Saturday, 24 December 2005

Combating the Passion of Vainglory 4 — Vainglory in the Monastery

St John of Sinai has some rather severe methods for treating the passion of vainglory in the cœnobium: the Abbot is to berate the vainglorious monk—in front of the visitors. We saw this in action once. An Abbot we were once visiting in his official residence angrily berated his cell servant in front of us for not wearing his habit properly. The Abbot then turned to us and explained that he did this sort of thing to help his monks progress spiritually. We were not impressed. The Abbot did not have the discernment necessary. He was indulging his own vainglory, his own idea that he had reached the heights. It is not easy for an Abbot to put St John’s instructions into practice: he must have the Holy Spirit consciously present in his soul; he must have the discernment to know the true good from the natural good; he must himself be dispassionate so that he is only pretending to be angry. As we said, we were not impressed: the Abbot was indulging a passion, and we await the day that he is forced to leave his monastery—or else his monastery leaves him.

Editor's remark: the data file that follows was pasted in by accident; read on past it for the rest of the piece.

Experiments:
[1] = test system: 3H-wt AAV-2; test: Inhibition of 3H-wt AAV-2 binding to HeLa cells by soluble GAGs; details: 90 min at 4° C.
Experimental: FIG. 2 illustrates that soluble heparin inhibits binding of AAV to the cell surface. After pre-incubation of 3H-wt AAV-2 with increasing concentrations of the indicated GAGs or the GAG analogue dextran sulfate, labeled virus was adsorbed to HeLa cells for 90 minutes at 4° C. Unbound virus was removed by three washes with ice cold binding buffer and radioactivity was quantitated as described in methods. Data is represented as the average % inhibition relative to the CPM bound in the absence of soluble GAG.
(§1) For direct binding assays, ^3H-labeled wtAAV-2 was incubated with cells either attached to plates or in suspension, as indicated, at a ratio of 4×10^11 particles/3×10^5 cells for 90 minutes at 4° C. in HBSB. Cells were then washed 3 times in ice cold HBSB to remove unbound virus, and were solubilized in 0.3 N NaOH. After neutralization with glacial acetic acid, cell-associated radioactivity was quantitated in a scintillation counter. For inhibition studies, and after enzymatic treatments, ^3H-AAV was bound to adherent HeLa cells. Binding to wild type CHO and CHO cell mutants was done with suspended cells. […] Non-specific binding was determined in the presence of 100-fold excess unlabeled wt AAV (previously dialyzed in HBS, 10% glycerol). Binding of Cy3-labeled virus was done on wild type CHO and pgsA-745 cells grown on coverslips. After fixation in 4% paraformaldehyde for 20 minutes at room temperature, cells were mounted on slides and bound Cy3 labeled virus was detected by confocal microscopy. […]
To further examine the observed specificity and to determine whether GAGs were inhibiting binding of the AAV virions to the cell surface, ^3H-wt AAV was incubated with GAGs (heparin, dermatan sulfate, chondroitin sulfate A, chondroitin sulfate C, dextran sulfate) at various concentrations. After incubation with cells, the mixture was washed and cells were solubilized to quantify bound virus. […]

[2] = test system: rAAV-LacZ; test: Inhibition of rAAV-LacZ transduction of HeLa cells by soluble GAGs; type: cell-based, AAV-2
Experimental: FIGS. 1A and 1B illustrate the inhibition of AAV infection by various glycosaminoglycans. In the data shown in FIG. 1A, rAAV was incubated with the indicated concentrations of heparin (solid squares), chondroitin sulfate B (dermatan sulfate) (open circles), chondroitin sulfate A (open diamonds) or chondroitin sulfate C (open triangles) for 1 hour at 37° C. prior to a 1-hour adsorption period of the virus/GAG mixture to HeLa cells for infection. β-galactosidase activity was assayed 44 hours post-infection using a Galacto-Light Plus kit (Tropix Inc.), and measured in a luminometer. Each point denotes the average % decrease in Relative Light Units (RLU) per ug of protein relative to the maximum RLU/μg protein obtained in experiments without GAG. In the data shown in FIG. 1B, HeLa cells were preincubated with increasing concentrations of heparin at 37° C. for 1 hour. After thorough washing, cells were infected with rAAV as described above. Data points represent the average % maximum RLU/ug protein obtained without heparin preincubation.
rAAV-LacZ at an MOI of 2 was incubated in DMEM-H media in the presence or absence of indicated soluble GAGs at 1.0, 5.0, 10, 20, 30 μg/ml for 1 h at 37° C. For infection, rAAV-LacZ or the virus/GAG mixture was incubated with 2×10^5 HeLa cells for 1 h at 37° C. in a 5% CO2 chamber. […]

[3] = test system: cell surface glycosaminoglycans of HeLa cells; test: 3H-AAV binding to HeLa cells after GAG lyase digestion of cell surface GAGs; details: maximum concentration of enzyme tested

That having been said, when the dominant or ruling passion of a novice is vainglory or pride, rather harsh treatment must be meted out—at the hands of God, not at the hands of a vainglorious Abbot—to bring the man to his senses.

It is rather dangerous to have a monk in the monastery who is dominated by vainglory or pride, especially if he is in an administrative position. He may face down the Abbot. He may lead a rebellion. The poor Abbot.

Abbots should be very careful about accepting novices; they should be extremely careful if the novice is governed by vainglory or pride. They might never see the end of it.

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